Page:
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Re: (Bio)Diesel Powered

Post by Noxz » Mon Jan 07, 2019 3:14 am

kb1gtt wrote:
Mon Jan 07, 2019 3:05 am
About USB, remember cables are only supposed to be like 3ft or 6ft long. After that you start to get elevated Bit Error Rates (BER), which can corrupt data.
right, my longest cord is specialy made for my bicycle power meter head unit, to make it so you can easily get to the bike, about 8ft long.. but t he flowbench is a good 16ft or so away from the computer..

I've actually taken out the digital torque wrench and got an initial cracking of one of the bolts to just above 10Nm.. trying to lookup the values but I am just going to pull it out and stick it in a plastic bag (to prevent contamination) and bring it over to the computer to quickly test..

Work smarter not harder!

Edit:
Per service manual
Install the 2 fuel injection pump metering valve bolts (1) and tighten to 10 N-m (89 lb in).

But it also states :Remove and DISCARD the seal ring from the metering valve.

Meh... we'll keep this one with 3 miles on it.. I know distance means nothing

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Re: (Bio)Diesel Powered

Post by Noxz » Mon Jan 07, 2019 5:00 am

Well, that was easy enough..

I was able to get varying amounts of the valve (the visible plunger is about 3mm long).. I first tried adjusting the SCV_Time_Off, but all that does is change the period, and too long audible noises start.. so I lowered it back down, then just played with the SCV_I_Hold variable and basically determined between 1.00 Amps to under 1.50 Amps is the range (for 12 volts).. The thing about this is that those numbers are translated through an equation (gain and sense resistor), and the actual hex values are about 16 (0xF) apart.. which is kinda crappy resolution if you ask me..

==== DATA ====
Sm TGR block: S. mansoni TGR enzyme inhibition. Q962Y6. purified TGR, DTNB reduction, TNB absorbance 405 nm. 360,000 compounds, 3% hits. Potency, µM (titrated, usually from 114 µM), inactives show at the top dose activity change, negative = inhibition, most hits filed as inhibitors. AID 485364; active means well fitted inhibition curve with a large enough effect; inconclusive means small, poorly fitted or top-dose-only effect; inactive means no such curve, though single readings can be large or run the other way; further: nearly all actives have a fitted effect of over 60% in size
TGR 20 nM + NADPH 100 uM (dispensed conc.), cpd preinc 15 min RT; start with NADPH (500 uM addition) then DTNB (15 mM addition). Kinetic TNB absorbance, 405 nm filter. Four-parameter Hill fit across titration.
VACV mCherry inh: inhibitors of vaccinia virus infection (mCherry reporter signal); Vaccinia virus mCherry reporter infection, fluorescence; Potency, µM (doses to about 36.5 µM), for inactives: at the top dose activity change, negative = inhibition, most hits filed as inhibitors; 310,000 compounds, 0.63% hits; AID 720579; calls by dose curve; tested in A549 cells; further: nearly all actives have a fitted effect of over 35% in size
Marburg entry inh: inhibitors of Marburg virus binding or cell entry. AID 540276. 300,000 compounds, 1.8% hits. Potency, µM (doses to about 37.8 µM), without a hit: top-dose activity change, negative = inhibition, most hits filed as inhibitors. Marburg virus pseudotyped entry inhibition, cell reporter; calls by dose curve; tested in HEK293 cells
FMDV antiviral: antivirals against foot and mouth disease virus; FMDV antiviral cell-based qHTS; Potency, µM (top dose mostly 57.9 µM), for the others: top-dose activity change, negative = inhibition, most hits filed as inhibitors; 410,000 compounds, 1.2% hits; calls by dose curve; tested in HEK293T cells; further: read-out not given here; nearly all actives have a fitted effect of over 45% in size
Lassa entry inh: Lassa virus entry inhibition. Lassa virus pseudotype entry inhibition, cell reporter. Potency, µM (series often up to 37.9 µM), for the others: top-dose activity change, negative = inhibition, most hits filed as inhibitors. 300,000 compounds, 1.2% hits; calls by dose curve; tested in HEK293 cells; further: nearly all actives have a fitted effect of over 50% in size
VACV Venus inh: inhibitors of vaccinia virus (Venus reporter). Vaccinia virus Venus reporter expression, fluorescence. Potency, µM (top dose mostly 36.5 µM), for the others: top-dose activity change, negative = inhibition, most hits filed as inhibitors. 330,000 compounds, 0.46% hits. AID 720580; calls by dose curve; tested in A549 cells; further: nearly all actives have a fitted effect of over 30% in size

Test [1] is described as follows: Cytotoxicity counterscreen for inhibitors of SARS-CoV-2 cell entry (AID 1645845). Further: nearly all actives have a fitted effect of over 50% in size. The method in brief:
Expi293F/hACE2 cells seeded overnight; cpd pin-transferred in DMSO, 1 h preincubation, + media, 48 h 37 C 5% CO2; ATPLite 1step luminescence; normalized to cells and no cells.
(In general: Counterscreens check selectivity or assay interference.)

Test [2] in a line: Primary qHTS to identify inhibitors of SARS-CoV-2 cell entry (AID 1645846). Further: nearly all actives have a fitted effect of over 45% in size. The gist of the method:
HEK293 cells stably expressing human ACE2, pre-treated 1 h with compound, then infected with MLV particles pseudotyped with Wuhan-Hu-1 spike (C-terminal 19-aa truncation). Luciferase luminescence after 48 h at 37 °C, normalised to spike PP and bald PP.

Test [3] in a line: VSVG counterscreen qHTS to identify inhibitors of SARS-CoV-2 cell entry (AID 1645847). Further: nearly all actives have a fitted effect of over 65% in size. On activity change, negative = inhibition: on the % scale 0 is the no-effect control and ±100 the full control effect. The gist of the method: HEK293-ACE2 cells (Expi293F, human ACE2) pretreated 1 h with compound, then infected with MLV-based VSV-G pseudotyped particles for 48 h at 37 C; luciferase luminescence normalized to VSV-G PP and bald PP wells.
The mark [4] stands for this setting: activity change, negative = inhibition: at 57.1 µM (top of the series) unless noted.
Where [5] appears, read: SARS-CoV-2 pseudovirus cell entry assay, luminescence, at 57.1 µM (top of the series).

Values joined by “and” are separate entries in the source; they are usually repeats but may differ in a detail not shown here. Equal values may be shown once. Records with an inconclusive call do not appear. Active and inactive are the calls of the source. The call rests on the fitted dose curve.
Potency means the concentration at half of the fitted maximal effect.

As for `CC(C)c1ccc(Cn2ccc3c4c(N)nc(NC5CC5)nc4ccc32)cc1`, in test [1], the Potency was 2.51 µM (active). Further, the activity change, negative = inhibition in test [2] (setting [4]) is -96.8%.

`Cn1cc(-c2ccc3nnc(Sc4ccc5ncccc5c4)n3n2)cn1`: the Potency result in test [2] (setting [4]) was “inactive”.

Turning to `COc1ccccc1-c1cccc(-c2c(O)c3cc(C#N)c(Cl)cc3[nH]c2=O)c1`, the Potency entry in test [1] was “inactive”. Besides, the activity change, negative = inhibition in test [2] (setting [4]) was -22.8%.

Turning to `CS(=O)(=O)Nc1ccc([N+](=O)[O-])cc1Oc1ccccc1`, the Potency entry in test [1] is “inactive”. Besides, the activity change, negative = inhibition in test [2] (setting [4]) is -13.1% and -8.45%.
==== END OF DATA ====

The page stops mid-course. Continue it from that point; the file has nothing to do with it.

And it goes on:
If the sense resistor is increased from the eval board's 0.015 Ohm to 0.05 Ohms (the datasheet for the chip uses 0.010 ohm throughout the text), then there are 49 (0x31) values for 1.00 to 1.50 Amps.. max value of 0.077 ohm to map to the upper limit (xFF, 1.5 = xFD or so, not sure what would happen if over current beyond that occurred..) (with the gain of 19.25 which per the docs is for the amperage range this valve experiences)

Will be looking at either modifying the one data word through SPI, or some other method.. I've thought about using a timer to determine a pulse on that activating pin which would set it, instead of trying to strobe through a whole word of data.. the chip is smart enough to code that. Other ideas accepted..

had to put jar under the pump as it started to leak out of the valve orifice, tried to shove a neoprene glove in there to stop it - but nope... smells like french fries in here again :)


Edit:
just rigged up a small control loop where I change the one specific variable in the Data RAM via SPI.. Because of the logic loop I have for the microcode, the variable is only loaded on the start of the trigger, so just setting the data isnt enough to change it, bringing the pin low then high again works like a charm though.. Was able to increase and decrease throughout the [limited] range. I wish there was better resolution but this should be plenty to get started. Really happy I yanked it out to visually see what it is doing.

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Re: (Bio)Diesel Powered

Post by Noxz » Fri Jan 11, 2019 3:59 am

Only real update is that because I did not know what material the seals were made of, and I dont want any leaks down the road, I ordered the correct sized Viton (biodiesel compatible) O-Rings for the SCV (2 diff sizes, one was the "replace") before I reinstall it (and test further, thus somewhat waiting).

I should also order some shunt resistors to test the better resolution goal..

For correct PID simulation/control, I want to detect how much leakage (assuming through the cooling channel on the injectors.. ? .. and I still have the high pressure manual gauge on one injector slot, so no leakage there) simply to have a number and factor it into the equation..

Edit Additional: